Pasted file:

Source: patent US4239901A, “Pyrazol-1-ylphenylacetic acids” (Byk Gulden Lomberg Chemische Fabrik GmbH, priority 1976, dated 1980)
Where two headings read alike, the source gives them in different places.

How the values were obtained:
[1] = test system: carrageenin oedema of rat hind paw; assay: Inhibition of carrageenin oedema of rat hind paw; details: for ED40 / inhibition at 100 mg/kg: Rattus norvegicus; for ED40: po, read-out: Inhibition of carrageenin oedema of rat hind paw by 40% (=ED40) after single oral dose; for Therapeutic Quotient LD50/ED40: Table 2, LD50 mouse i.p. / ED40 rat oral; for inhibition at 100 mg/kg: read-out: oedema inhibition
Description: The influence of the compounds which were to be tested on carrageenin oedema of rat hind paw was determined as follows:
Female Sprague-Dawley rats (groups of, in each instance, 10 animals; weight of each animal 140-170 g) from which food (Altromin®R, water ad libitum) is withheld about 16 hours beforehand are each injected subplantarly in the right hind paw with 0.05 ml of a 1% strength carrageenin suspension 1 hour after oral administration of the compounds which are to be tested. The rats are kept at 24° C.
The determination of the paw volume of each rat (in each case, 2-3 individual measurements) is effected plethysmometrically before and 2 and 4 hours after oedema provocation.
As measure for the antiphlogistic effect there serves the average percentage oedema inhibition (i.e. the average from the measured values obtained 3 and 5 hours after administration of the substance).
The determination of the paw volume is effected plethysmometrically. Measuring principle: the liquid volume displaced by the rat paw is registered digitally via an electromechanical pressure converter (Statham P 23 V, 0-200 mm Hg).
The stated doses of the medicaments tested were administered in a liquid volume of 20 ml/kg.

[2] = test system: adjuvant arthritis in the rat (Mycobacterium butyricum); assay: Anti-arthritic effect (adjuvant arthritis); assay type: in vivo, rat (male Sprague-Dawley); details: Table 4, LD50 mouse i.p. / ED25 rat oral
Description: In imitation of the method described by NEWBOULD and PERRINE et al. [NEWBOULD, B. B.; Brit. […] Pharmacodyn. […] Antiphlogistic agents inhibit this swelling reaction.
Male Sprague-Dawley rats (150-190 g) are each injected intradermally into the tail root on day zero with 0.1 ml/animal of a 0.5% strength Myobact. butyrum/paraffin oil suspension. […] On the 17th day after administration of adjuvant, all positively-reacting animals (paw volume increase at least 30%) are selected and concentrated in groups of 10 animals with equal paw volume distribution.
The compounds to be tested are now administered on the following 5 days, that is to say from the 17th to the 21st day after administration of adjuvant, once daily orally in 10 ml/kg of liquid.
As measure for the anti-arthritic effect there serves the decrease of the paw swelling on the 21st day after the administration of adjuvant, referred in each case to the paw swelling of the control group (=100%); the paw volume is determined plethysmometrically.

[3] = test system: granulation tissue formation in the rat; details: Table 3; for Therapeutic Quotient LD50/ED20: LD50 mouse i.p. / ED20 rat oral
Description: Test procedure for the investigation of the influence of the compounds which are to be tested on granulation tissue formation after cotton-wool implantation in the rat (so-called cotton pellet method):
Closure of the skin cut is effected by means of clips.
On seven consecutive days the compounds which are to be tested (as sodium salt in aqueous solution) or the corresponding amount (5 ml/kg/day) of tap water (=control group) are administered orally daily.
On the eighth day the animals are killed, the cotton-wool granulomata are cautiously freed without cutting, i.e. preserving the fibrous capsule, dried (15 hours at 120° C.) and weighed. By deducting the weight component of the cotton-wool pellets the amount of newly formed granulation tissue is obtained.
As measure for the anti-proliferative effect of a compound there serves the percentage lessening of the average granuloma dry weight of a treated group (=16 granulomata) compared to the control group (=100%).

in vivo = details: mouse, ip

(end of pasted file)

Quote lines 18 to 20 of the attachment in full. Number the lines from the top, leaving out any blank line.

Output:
Closure of the skin cut is effected by means of clips.
On seven consecutive days the compounds which are to be tested (as sodium salt in aqueous solution) or the corresponding amount (5 ml/kg/day) of tap water (=control group) are administered orally daily.
On the eighth day the animals are killed, the cotton-wool granulomata are cautiously freed without cutting, i.e. preserving the fibrous capsule, dried (15 hours at 120° C.) and weighed. By deducting the weight component of the cotton-wool pellets the amount of newly formed granulation tissue is obtained.